Lord help me live from day to day
In such a self-forgetful way
That even when I kneel to pray,
My prayer shall be for others.
Help me in all the things I do,
To ever be sincerely true,
And know that all I do for you
Must needs be done for others.
Others, Lord, yes others,
Let this, my motto be.
Help me to live for others,
That I might live for thee.
Just like Jesus—so it’s what we do.
Go make someone else’s day.
A pagan observed an early 2nd century AD church. Here is what he saw.
“They abstain from all impurity in the hope of the recompense that is to come in another world. As for their servants or handmaids or children, they persuade them to become Christians by the love they have for them; and when they become so, they call them without distinction, brothers. They do not worship strange gods; and they walk in all humility and kindness, and falsehood is not found among them; and they love one another. When they see the stranger they bring him to their homes and rejoice over him as over a true brother…
“And if there is among them a man that is poor and needy and if they have not an abundance of necessities, they fast two or three days that they may supply the needy with the necessary food.
“They observe scrupulously the commandment of their Messiah; they live honestly and soberly as the Lord their God commanded them. Every morning and all hours on account of the goodness of God toward them, they render praise and laud Him over their food and their drink; they render Him thanks.
“And if any righteous person of their number passes away from this world, they rejoice and give thanks to God and they follow his body as though he were moving from one place to another. And when a child is born to them, they praise God, and if again it chances to die in its infancy, they praise God mightily, as for one who has passed through the world without sins.
“Such is the law of the Christians and such is their conduct.”
—Athenian Philosopher Aristides, c. 101-200
How things have changed. The church might want to take a step back—way back, and ponder what it is and what it use to be—and how we got from there to here.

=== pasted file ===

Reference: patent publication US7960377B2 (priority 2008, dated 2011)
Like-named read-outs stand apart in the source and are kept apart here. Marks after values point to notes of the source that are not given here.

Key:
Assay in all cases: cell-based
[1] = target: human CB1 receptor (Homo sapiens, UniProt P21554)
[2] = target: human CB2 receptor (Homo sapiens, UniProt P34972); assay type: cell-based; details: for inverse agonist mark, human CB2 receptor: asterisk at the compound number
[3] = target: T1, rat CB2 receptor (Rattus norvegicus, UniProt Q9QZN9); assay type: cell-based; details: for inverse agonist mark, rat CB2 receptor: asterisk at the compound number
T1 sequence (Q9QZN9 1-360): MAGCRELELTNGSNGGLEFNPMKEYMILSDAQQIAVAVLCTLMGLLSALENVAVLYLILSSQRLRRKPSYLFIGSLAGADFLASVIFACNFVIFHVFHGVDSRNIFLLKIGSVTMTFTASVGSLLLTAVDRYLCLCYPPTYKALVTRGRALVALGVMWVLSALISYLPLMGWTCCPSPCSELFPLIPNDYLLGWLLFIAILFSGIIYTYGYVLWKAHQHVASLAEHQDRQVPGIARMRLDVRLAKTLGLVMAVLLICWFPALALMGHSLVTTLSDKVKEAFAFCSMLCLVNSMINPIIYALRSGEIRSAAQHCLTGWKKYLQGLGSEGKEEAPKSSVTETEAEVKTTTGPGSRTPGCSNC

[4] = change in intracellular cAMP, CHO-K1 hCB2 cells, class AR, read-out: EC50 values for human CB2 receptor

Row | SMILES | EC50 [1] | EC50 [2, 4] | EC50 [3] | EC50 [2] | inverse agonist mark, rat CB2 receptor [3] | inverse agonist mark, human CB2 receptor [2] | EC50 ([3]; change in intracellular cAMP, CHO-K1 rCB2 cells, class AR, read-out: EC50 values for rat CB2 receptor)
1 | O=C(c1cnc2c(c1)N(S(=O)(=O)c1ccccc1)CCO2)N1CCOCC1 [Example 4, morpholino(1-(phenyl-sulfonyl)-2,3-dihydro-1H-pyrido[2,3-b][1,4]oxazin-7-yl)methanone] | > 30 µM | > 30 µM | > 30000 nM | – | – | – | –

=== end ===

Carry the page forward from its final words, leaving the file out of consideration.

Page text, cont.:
“Be kind, for everyone you meet is fighting a hard battle [you know nothing about].” —Ian McLaren
We impact every person we meet—there’s no stopping it. When we’re indifferent, people feel it—and often learn it—from us. The same thing is true when we’re kind, compassion and loving—people feel it and learn it—from us. That’s how the world is changed—it’s how Jesus did it and it’s why His impact has traveled so far for so long so powerfully. Walking as He walked Him, even the smallest person has mighty impact. It’s just that big.
“If you think you’re too small to have an impact, try going to bed with a mosquito in the room…” —Bette Reese
Give ’em Heaven.
“Love anything and your heart will be wrung and possibly broken. If you want to make sure of keeping it intact you must give it to no one, not even an animal. Wrap it carefully round with hobbies and little luxuries; avoid all entanglements. Lock it up safe in the casket or coffin of your selfishness. But in that casket—safe, dark, motionless, airless—it will change. It will not be broken; it will become unbreakable, impenetrable, irredeemable. The only place outside Heaven where you can be perfectly safe from all the dangers of love is Hell.” —C.S. Lewis, The Four Loves
People need God’s love and He chose us to lavish it on them. But it isn’t safe—it breaks hearts and leaves scars—such love got Jesus killed. It’s not bottled up among safe friends and it can’t coexist with self-protection. “Love one another as I have loved you.” Now that’s risky.